Flooded lead acid batteries generate Hydrogen gas when charging, and if the concentration of the H2 reaches 4% or more, it becomes a flammable  mixture that could be set off by an ignition source.

The question is: Is there enough natural air circulation in a camper van to keep the concentration of Hydrogen to a safe level?

So, it comes down to a question of how much H2 is generated as the batteries charge vs how much natural air exchange occurs in the van.

Storage Battery Systems offers this calculator to estimate how much H2 is produced during heavy charging…

My van uses two 6 volt golf cart batteries that have a 20 hr discharge rating of 220 amp-hrs and a 6 hour rating (which is what the calculator wants) of about 185 amp-hrs.  The calculator says that for those inputs, 0.82 cubic feet of H2 will be generated per hour during heavy charging.

If you then plug in the height, width and length of the van, it tells you how often you must exchange the air in the van to keep the H2 concentration to no more than 1%.  For our van (6.5′ by 6.4′ by 14′) the volume is 580 cubic ft.

To keep this 580 cubic ft volume to less than 1% H2 with the 0.82 cubic ft per hour of H2 being generated, the van air must be exchanged every 427 minutes (7.1 hours).  So, as long as the natural air exchange rate for the van is every 7.1 hours or less, the H2 concentration will be less than 1% that is deemed safe.

I really doubt that anyone could build a van that was so tight that it would not exchange the air inside over 7 hours.  In homes, a natural air change rate of one air change per hour is considered quite good.

Hydrogen is 14 times lighter than air and a pocket of H2 in air will zip upward at 45 mph.  So, if you have the typical fan in the ceiling of your van, the H2 will likely rise very rapidly up to the fan area and leak out though the small gaps that exist around the fan even when its closed.

In one respect, this calculator has a large margin of safety in that h2 concentrations of less than 4% are not flammable, but the calculator uses 1% as the maximum.

I guess that something like a charger malfunction might lead to higher rates of H2 production, but if you assume the van air change rate is one air change per hour (quite tight), the margin of safety is about a factor of 7 against a 1% concentration. I don’t see how alternator or solar charging could come anywhere close to this?

I don’t want to encourage anyone to do anything that is unsafe, so if you have a reason why venting is needed, please speak up (comment section below).

In the end, you have to look at the data here and elsewhere and make your own decision on which way you want to go with the venting.  If you just feel safer with the venting, then its not a big deal to just put it in.

One thing I would not recommend is making the battery compartment air tight, as this could build a high concentration of H2 within the battery compartment.

If you do a vent system, I think an air inlet to the battery compartment from the van that is low in the compartment and an outlet to the sidewall of the van high in the battery compartment would be good. This is the setup I used: Our ProMaster DIY Camper Van Conversion — Electrical and Solar – Build A Green RV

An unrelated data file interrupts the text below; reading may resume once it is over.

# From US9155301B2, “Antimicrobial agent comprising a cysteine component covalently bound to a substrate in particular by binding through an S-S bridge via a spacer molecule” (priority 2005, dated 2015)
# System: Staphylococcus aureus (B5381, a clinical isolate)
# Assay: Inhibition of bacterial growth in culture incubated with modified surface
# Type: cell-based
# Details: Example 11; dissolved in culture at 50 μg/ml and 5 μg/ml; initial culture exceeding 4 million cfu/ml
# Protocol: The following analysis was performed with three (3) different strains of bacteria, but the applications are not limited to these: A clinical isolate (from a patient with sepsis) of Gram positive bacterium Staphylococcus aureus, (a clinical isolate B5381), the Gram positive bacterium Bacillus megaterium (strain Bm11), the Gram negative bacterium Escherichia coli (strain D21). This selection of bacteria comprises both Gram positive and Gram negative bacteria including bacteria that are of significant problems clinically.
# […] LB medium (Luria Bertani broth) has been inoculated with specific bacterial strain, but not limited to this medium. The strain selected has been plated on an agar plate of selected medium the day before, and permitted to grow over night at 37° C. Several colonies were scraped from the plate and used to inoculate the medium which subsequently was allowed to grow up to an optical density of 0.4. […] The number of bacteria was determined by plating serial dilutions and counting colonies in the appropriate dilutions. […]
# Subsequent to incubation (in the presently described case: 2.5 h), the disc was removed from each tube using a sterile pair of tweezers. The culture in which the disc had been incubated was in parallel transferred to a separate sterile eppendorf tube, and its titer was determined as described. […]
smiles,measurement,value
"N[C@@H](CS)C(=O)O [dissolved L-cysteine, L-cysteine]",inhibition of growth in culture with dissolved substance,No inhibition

Gary May 6, 2020

2 Responses

  1. From Battery University (BU-703: Health Concerns with Lead-Acid Batteries):

    “Ventilate the area regularly as you would a kitchen when cooking. Lead acid produces some hydrogen gas but the amount is minimal when charged correctly. Hydrogen gas becomes explosive at a concentration of 4 percent. This would only be achieved if large lead acid batteries were charged in a sealed room.

    Over-charging a lead acid battery can produce hydrogen sulfide. The gas is colorless, very poisonous, flammable and has the odor of rotten eggs. Hydrogen sulfide also occurs naturally during the breakdown of organic matter in swamps and sewers; it is present in volcanic gases, natural gas and some well waters. Being heavier than air, the gas accumulates at the bottom of poorly ventilated spaces. Although noticeable at first, the sense of smell deadens the sensation with time and potential victims may be unaware of its presence.

    As a simple guideline, hydrogen sulfide becomes harmful to human life if the odor is noticeable. Turn off the charger, vent the facility and stay outside until the odor disappears. Other gases that can develop during charging and the operations of lead acid batteries are arsine (arsenic hydride, AsH3) and (antimony hydride, SbH3). Although the levels of these metal hydrides stay well below the occupational exposure limits, they are a reminder to provide adequate ventilation.”

    Personally, I wouldn’t put a lead-acid battery in an open container in a small-volume area I intended to sleep in, especially if it was being charged (e.g.: as it might be if connected to “shore power”).

  2. Hi. I have a 100ah lead acid battery which I intend to install in my SWV Renault Trafic self converted camper. I was going to put it under the bed, at the end. I was going to secure it in with ratchet straps and out a board up between the battery and the storage so nothing hit the battery. Do I need to vent the battery?

Leave a Reply

Your email address will not be published. Required fields are marked *